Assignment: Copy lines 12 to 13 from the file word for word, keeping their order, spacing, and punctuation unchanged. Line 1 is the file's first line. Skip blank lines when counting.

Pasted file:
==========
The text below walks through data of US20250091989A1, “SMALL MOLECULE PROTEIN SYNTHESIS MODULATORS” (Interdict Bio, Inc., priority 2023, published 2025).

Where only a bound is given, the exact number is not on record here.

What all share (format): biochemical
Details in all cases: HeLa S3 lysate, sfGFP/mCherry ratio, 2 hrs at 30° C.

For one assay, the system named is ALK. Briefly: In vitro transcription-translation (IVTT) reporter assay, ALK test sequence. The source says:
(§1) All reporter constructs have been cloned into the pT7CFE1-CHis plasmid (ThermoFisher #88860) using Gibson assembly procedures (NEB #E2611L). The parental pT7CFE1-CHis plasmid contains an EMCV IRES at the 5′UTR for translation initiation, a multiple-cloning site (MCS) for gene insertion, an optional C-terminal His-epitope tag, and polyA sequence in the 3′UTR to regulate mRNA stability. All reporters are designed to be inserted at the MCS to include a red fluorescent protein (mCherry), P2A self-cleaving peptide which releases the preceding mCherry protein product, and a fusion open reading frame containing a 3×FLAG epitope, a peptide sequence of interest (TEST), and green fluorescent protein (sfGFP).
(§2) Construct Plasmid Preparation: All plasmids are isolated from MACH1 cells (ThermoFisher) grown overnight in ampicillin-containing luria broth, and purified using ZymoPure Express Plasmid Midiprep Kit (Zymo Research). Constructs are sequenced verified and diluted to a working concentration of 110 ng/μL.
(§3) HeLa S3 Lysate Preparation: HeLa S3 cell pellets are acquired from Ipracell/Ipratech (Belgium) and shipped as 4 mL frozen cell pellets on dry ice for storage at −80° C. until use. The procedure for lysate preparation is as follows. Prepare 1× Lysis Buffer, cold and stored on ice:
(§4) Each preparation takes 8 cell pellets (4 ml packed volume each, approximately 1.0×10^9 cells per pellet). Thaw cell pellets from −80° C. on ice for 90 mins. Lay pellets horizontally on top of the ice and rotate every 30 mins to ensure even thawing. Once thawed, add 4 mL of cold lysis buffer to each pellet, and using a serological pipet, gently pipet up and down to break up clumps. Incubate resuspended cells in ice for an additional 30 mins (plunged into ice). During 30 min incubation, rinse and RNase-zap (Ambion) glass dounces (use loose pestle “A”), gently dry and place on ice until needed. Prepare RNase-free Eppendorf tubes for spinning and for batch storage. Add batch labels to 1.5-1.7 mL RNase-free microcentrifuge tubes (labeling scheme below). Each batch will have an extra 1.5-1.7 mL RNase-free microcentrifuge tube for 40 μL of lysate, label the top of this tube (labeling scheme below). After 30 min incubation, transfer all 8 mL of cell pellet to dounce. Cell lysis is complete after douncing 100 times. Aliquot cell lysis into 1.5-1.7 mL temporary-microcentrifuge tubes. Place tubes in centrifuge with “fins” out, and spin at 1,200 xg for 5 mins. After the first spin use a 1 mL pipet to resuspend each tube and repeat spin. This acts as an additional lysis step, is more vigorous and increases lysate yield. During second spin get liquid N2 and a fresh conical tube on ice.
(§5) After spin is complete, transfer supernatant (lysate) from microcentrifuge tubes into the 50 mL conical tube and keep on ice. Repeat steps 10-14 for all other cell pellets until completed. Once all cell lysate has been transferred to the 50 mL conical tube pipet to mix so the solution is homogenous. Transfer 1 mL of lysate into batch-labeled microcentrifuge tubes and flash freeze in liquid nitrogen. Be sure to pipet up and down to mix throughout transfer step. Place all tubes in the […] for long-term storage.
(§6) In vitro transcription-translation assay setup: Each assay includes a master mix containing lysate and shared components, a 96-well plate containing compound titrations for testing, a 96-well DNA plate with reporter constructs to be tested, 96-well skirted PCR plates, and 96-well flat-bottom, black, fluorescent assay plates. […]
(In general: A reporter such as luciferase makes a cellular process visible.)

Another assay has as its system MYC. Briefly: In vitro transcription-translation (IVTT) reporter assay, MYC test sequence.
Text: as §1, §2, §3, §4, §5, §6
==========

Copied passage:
(In general: A reporter such as luciferase makes a cellular process visible.)

Another assay has as its system MYC. Briefly: In vitro transcription-translation (IVTT) reporter assay, MYC test sequence.